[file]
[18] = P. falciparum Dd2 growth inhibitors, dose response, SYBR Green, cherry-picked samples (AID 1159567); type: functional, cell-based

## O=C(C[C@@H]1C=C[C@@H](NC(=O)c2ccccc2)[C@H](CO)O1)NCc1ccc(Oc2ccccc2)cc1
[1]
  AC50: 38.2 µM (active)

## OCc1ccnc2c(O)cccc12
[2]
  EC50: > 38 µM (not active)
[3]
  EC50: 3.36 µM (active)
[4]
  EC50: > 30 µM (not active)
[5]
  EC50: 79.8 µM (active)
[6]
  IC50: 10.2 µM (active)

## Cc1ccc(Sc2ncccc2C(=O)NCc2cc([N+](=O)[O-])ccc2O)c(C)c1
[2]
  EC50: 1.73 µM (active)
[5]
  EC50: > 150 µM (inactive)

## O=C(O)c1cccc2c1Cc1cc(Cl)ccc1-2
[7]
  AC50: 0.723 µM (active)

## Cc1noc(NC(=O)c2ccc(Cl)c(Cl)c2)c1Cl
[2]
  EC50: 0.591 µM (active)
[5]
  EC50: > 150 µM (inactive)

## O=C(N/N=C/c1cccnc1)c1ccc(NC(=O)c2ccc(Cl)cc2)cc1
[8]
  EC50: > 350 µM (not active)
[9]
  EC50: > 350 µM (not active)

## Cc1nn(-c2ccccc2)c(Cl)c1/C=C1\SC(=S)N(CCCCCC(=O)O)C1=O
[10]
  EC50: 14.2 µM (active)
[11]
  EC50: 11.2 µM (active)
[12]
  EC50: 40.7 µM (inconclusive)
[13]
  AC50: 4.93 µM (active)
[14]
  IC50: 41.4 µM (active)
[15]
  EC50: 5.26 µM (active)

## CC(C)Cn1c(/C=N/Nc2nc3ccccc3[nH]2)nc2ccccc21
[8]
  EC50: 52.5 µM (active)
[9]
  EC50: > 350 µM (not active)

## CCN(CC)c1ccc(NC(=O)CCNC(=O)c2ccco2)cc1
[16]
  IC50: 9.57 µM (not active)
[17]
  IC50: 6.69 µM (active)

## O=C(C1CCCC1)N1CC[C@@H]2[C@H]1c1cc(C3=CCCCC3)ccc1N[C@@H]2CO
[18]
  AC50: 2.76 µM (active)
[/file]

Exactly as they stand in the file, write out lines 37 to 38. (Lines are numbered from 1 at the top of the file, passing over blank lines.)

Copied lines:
[11]
  EC50: 11.2 µM (active)